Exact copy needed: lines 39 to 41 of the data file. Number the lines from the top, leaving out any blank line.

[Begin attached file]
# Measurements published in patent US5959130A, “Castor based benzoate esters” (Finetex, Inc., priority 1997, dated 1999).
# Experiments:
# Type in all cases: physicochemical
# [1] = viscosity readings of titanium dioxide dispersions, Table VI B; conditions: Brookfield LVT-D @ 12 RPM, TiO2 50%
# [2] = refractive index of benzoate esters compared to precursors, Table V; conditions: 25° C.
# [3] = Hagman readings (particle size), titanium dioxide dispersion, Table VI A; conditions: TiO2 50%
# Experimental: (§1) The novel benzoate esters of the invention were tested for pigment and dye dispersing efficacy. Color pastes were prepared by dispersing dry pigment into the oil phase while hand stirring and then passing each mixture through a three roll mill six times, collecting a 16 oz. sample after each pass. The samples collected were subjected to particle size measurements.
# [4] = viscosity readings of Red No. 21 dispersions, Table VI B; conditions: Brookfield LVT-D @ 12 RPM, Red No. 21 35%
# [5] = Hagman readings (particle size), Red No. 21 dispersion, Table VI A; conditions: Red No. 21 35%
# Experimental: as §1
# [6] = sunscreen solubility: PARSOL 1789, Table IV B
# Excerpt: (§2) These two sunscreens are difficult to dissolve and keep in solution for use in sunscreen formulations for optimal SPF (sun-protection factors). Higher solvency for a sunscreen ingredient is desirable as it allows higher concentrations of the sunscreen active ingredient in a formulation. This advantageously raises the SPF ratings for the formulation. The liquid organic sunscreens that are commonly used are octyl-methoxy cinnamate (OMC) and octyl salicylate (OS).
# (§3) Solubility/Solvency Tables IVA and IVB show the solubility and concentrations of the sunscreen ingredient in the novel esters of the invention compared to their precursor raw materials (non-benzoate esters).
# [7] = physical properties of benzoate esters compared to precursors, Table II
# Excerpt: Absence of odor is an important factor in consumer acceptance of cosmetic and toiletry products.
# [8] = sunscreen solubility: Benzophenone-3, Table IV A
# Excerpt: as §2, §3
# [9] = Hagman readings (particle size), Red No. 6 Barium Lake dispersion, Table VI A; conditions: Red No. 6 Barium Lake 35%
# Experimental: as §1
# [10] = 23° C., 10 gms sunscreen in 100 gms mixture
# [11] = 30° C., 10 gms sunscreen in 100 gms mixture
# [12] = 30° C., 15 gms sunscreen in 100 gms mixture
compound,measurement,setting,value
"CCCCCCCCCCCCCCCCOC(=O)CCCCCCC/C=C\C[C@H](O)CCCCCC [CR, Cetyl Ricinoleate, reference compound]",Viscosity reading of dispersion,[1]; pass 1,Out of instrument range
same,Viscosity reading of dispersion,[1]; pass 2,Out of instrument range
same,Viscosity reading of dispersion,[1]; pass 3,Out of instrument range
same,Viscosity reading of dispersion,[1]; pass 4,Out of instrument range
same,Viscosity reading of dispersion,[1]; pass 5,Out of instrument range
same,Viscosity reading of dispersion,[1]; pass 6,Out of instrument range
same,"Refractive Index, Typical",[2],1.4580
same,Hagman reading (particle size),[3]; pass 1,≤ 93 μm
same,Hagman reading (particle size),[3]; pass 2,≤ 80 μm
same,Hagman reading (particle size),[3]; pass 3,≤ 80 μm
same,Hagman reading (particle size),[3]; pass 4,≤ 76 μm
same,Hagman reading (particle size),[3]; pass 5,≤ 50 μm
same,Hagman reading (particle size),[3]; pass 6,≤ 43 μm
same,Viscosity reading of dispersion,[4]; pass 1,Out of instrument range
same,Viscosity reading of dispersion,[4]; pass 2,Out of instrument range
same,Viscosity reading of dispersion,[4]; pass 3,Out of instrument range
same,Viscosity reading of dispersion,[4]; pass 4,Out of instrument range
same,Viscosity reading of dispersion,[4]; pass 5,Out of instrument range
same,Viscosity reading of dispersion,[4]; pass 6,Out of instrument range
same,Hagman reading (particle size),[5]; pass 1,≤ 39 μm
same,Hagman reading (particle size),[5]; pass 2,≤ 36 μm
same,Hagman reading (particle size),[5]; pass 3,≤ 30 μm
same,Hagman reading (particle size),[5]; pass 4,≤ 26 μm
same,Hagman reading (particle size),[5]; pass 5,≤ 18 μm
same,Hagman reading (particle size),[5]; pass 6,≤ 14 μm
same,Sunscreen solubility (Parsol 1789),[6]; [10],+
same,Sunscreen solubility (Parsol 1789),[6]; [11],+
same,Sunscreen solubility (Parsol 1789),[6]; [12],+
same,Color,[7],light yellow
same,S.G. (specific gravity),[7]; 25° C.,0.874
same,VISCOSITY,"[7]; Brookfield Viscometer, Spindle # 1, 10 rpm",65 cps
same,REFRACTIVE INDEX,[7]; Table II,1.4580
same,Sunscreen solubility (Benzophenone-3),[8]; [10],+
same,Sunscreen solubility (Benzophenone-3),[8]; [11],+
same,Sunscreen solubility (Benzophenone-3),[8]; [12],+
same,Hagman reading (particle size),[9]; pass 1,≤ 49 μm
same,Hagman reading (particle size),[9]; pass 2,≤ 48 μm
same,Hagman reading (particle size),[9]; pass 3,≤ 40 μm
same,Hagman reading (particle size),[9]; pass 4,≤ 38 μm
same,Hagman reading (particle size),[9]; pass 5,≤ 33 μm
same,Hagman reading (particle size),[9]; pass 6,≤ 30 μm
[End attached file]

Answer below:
same,Viscosity reading of dispersion,[4]; pass 3,Out of instrument range
same,Viscosity reading of dispersion,[4]; pass 4,Out of instrument range
same,Viscosity reading of dispersion,[4]; pass 5,Out of instrument range